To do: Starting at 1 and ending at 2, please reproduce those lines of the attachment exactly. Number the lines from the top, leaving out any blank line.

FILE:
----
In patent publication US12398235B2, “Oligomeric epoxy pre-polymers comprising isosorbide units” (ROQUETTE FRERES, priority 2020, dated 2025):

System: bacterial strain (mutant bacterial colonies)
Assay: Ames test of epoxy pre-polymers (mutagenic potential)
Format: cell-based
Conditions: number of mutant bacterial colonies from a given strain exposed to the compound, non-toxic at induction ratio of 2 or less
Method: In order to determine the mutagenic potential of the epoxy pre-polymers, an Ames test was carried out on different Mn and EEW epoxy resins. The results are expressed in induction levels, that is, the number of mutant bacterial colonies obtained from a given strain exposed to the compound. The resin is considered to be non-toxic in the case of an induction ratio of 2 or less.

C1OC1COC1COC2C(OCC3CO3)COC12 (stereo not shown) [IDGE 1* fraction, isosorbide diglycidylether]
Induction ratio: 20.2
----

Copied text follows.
In patent publication US12398235B2, “Oligomeric epoxy pre-polymers comprising isosorbide units” (ROQUETTE FRERES, priority 2020, dated 2025):

System: bacterial strain (mutant bacterial colonies)